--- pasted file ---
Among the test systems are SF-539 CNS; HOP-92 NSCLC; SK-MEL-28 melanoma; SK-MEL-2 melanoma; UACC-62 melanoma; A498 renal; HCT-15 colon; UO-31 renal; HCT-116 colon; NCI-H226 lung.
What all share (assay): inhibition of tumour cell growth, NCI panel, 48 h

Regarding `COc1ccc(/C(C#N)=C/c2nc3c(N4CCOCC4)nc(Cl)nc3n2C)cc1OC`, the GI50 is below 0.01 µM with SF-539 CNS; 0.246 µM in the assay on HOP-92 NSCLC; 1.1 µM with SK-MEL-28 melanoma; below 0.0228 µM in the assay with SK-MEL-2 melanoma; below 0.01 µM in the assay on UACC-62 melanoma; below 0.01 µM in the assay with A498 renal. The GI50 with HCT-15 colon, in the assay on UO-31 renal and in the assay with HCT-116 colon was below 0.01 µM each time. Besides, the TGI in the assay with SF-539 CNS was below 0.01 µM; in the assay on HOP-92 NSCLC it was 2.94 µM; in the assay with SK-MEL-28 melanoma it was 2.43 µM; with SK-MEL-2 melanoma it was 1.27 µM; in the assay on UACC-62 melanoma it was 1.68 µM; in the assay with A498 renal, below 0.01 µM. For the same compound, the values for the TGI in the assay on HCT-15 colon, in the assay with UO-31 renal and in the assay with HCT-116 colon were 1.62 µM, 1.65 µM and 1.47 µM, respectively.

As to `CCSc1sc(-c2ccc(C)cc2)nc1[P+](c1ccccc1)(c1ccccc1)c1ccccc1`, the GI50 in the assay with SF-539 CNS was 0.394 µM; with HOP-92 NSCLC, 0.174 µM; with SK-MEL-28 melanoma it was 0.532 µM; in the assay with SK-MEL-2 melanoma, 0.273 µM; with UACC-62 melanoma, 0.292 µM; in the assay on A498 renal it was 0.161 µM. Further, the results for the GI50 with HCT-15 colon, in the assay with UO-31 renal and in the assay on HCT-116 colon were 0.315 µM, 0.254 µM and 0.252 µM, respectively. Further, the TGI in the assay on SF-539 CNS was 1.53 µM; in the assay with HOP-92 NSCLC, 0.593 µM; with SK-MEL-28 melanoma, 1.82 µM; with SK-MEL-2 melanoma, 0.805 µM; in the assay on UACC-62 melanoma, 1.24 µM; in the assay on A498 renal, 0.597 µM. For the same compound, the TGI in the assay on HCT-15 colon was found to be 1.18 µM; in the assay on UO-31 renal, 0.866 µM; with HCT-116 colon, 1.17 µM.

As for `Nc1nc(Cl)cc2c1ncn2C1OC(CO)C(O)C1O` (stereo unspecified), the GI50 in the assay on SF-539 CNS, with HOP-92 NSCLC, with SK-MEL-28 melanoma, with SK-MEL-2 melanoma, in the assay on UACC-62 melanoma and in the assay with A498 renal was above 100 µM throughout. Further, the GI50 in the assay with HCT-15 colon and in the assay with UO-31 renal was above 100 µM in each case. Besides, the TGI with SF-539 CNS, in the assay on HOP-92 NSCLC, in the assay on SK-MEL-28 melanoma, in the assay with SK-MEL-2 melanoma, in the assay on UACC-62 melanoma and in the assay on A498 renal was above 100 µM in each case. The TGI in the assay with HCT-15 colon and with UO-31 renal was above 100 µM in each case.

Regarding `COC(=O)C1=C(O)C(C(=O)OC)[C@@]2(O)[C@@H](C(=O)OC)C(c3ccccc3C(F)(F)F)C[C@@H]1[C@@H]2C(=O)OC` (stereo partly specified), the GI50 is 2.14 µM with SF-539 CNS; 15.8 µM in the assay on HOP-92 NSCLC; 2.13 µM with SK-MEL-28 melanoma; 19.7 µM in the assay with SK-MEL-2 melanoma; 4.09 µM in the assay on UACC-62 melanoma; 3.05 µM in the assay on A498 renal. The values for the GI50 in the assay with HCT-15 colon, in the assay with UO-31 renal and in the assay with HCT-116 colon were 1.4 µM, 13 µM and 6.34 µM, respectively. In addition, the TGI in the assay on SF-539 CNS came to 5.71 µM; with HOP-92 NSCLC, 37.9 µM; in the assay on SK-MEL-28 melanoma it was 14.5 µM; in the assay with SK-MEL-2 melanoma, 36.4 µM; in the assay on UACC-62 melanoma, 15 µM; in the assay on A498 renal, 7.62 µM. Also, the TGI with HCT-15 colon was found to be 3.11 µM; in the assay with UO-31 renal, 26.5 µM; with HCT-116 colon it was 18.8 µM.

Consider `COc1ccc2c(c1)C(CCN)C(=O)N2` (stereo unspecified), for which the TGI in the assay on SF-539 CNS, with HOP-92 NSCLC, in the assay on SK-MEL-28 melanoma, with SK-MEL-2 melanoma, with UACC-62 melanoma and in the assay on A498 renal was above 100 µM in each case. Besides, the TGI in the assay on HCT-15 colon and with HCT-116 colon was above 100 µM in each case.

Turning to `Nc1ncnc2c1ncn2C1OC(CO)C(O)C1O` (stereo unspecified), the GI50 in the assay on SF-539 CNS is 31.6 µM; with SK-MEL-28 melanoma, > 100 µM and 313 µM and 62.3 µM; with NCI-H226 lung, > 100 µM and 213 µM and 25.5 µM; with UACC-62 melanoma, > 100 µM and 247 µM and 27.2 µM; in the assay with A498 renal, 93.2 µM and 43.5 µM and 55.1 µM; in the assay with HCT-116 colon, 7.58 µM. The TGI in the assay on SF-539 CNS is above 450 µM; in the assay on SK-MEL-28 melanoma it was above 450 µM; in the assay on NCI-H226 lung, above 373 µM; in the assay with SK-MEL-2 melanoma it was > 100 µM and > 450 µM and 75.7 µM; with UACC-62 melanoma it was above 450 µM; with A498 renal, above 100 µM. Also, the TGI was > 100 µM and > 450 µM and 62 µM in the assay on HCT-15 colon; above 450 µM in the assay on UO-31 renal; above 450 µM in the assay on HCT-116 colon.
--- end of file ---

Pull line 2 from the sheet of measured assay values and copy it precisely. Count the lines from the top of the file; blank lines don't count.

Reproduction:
What all share (assay): inhibition of tumour cell growth, NCI panel, 48 h